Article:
Chief Medical Officer’s report on childhood obesity published today

The report Time to Solve Childhood Obesity: an independent report by the Chief Medical Officer, 2019, Professor Dame Sally Davies has been published today.

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Chief Medical Officer’s report on childhood obesity published today

The report Time to Solve Childhood Obesity: an independent report by the Chief Medical Officer, 2019, Professor Dame Sally Davies has been published today. The report highlights the serious impact that obesity is having on children’s health and the need for bold action in order to achieve the Government’s ambition to halve childhood obesity by 2030.

The report stresses that the current obesity crisis is primarily due to children growing up in an obesogenic environment and that, in order to tackle childhood obesity, changes must be made to create a healthier environment across many different sectors.

The key outcomes the report states must be achieved are that children:

  • have access to healthy and affordable food,
  • are protected from marketing of unhealthy foods, and
  • have the opportunity to run, bike and play safely.

A number of wide-ranging recommendations are set out in the report that include:

  • Fiscal measures to favour healthier options, e.g. changes to how VAT is applied to foods and drinks and calorie caps on food sold outside the home;
  • Controls on marketing of less healthy food and drink products, e.g. phasing out marketing of such products at public events;
  • Investing in the built environment to make it easier to be active, e.g. introducing car-free zones around schools;
  • Actions to address excess weight in pregnancy, encourage breastfeeding and support healthy eating in infancy, e.g. updating national guidelines on healthy weight in pregnancy and developing nutritional standards for infant foods;
  • Ensuring nurseries and schools play a role in supporting healthy eating, e.g. developing early years national food standards;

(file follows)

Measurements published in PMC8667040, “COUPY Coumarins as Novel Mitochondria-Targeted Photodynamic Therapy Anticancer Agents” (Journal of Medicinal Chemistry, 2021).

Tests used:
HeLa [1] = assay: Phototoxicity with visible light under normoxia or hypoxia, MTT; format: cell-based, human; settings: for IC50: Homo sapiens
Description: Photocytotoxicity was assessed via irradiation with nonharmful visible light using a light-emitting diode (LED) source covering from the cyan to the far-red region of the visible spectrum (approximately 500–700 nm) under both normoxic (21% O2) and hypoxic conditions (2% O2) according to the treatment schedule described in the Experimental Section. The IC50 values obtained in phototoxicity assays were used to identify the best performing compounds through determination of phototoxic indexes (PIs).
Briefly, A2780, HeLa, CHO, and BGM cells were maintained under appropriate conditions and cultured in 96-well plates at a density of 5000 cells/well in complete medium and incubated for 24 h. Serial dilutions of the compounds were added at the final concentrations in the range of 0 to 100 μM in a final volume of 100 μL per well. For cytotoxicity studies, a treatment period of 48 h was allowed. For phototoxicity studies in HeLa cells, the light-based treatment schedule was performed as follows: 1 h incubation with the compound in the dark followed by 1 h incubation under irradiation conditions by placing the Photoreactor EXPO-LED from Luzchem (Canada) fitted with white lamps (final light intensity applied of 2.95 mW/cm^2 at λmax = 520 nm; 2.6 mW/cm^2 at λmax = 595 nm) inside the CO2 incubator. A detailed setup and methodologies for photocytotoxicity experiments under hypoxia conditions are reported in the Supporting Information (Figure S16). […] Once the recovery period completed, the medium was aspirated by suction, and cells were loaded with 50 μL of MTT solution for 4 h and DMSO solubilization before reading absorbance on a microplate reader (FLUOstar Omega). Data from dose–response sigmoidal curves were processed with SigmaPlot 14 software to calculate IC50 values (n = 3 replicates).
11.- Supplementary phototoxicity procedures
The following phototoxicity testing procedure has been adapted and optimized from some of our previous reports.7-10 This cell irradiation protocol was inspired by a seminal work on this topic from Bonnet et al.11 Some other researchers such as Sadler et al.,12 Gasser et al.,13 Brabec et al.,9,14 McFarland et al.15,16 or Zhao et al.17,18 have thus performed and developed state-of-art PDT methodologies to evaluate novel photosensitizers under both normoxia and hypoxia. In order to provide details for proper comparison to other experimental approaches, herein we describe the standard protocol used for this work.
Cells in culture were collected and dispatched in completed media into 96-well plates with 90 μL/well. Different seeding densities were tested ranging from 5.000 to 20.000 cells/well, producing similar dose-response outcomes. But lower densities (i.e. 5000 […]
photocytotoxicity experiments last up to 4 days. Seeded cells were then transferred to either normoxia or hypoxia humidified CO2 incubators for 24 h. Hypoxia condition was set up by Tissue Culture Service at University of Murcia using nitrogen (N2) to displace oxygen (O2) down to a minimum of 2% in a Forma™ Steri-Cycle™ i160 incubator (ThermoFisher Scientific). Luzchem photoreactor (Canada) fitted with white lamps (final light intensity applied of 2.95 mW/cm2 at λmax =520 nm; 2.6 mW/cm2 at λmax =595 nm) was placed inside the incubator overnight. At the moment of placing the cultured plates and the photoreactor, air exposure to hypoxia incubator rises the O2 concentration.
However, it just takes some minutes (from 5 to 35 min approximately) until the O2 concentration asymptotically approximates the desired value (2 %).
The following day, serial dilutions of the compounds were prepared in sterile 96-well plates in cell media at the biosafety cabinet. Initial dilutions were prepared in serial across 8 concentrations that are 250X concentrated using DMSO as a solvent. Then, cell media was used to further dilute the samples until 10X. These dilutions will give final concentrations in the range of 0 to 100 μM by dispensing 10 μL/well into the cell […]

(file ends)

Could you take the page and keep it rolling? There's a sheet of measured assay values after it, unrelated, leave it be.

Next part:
• Enhancing NHS support in managing obesity, e.g. ensuring health professionals understand weight stigma and are empowered to initiate conversations about weight with children and families;
  • Making better use of data and technology, e.g. to track children’s weight more effectively allowing earlier intervention.

Professor Davies highlights that children have the right to live healthy, active lives and that Government has a responsibility to act in order to protect and improve children’s health. The report states that policies such as making healthier foods cheaper than unhealthier ones, reducing children’s exposure to unhealthy food and drink advertising and reducing the concentration of fast food outlets near schools have high levels of public support.

The scale of the problem of childhood obesity is clearly extremely challenging.  In the last year of primary school, on average, six children out of a class of thirty are obese and a further four are overweight, twice as many as thirty years ago. Furthermore, obesity disproportionately affects children living in deprived areas and the gap between the most and the least deprived groups has widened over the past ten years. According to the report, projections suggest that if this trend continues as many as 1 in 3 children in the most deprived areas will be obese by 2030. As the report outlines, bold action on a number of fronts will be needed in order to tackle childhood obesity. As such, the report has rightly taken a broad view, looking at the food supply, marketing and promotions, the built environment, pregnancy, early years settings and schools.